Executive functioning behaves as the brain’s “air traffic control system” according to The Developing Child Institute at Harvard. Many essential executive function skills are performed in the brain’s prefrontal cortex, the area that sits directly behind the forehead. This crucial brain region continues to develop into one’s mid-twenties, and this relatively slow development explains why adolescents are more prone to acting without full consideration for long-term consequences than they will be later in life. Trauma disrupts the formation of brain architecture that supports healthy executive functioning.
Consider one key executive function: perspective taking. This is essential for regulating behavior. In social situations we constantly, often at a barely conscious level, make assessments about how what we do and say will impact those around us. We use these assessments to modify our behavior based on context. In a classroom, for example, much of what often gets termed “misbehavior” or “bad attitude” has its roots in a child’s lagging ability to make accurate assessments about what their behavior looks like from other perspectives. This skill must be practiced. Often the disciplinary interventions that schools impose, or those that parents employ at home, don’t solve the problem because they don’t support the child in practicing the cognitive skill. If a basketball player struggles to make free throws it would not make sense for the coach to put them in time-out or send them to detention. In the same way, children who struggle with perspective-taking need a compassionate space in which they can practice the skill.
Or consider what a middle-school passing period is like for a child who struggles with two other essential executive functions: time conceptualization and working memory. If a child struggles to accurately conceptualize how long it takes to visit their locker, use the restroom, and be on their way, they will habitually be late. In addition, working memory, which helps us remember and organize multi-step tasks, has demands placed upon it. The multi-step processes of packing up materials from the previous class, finding the locker, successfully using the locker combination to gain access, then thinking through what they will and won’t need for the next class can be an intense challenge. Atop this, they are constantly using their perspective-taking skills to navigate the social exchanges of the hallway. If you throw in issues with sensory overload, as many traumatized children have (a subject for another day) a single five-minute passing period can be overwhelming. The average middle-schooler must make several of these transitions per day, to say nothing of transitions before school, at lunch, and within class. This doesn’t even scratch the surface of the demand that coursework and navigating the classroom places on executive functioning. Schools are not designed for those with lagging executive functioning.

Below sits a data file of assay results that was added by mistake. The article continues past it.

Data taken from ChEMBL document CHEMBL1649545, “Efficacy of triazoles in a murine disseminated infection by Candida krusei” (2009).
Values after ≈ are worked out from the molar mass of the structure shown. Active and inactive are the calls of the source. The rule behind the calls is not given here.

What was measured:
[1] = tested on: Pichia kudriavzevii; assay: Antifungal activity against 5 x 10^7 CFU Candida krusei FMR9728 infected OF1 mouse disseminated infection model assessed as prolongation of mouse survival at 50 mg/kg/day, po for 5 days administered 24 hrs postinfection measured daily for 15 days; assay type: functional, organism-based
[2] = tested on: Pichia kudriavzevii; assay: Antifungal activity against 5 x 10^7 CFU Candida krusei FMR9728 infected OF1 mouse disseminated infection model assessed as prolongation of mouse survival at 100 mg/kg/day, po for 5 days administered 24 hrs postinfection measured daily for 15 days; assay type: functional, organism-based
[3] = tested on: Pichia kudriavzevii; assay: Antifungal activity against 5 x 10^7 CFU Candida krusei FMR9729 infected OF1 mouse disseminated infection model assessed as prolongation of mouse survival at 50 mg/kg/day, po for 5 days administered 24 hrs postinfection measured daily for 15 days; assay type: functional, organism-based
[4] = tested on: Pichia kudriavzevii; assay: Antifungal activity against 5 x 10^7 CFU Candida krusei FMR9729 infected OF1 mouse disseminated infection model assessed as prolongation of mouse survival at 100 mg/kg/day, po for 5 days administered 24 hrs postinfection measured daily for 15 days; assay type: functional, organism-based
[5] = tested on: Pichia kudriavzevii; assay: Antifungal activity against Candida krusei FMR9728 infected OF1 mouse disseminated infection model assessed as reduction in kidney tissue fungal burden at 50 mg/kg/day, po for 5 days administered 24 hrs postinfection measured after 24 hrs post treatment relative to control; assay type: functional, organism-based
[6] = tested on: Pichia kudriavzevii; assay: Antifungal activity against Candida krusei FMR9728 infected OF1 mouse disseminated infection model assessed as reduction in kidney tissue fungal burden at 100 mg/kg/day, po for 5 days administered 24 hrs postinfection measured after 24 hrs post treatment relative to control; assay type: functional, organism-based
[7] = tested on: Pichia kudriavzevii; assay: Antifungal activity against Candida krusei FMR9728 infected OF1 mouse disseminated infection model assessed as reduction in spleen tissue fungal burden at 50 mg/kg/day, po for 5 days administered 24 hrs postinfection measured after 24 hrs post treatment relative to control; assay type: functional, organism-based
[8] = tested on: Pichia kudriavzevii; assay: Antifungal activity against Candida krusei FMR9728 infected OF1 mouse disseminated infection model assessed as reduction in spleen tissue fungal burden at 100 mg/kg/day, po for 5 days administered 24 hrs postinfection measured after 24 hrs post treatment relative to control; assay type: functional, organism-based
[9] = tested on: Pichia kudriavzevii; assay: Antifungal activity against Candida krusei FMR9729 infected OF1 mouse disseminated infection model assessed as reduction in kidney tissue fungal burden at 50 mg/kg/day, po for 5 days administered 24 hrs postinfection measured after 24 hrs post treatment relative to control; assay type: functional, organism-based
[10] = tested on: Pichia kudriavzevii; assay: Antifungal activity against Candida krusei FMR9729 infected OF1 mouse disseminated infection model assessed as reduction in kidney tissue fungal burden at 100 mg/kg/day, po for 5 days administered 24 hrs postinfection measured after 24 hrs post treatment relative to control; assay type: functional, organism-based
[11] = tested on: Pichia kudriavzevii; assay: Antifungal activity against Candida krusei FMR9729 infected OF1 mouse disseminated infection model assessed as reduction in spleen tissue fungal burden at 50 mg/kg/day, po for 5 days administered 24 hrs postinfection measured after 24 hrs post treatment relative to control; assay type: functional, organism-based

Timothy Callahan writes, “When a teacher teaches ‘over’ a child’s readiness, behavior problems are likely to develop.” We can expand this to say that when the totality of a school environment places demands on a child’s executive functioning skills that are beyond that child’s developmental stage, behavior problems will develop. The same holds true for when a parent parents ‘over’ a child’s readiness. Harvard psychologist Ross Greene refers to the gap between the demands placed on a child’s executive function skills and the child’s readiness to meet them as “incompatibility.” Often adults perceive the behaviors that manifest as a result of the child’s attempt to compensate for this incompatibility as willful or defiant. But they are not. They speak to a need to use a different approach in resolving the problematic behaviors,or, to use Greene’s terms, to solve the “unsolved problems” that result from this incompatibility.
There are several basics in a child’s home environment that support healthy executive functioning. Establishing daily routines is an excellent starting point. Children will likely need some “scaffolding,” that is, they’ll need to be coached through daily tasks, sometimes for quite a long time, before they can achieve mastery on their own. Cognitive modelling can be a powerful strategy as well. This refers to when the parent, or teacher, verbalizes the cognitive processes that support life activities. We can “think-aloud” through how we mentally organize a multi-step task, for example. This makes the cognitive processes “visible” for the child, who in time will be able to borrow from them or imitate them. It will help as well to include a conversational aspect that includes the child in the thinking. Questions like, “Which shall we do first, brush our teeth or get dressed?” force the child to organize the tasks for themselves. Finally, sufficient sleep and healthy diet are essential.
As Harvard’s Developing Child Institute indicates, nobody is born with these skills; we are all “born with the potential to develop them.” To build safe, supportive spaces, in homes and schools in which all children can develop these skills is “one of society’s most important responsibilities.”
Matthew King lives with his fifteen-year-old son in Corvallis, Oregon, where he’s taught English for thirteen years. He also does advocacy work in the school district for children who have experienced trauma in early childhood. In his spare time he hikes, reads, writes, practices meditation, and watches his son ride dirt bikes. He welcomes comments and feedback and can be contacted at firstname.lastname@example.org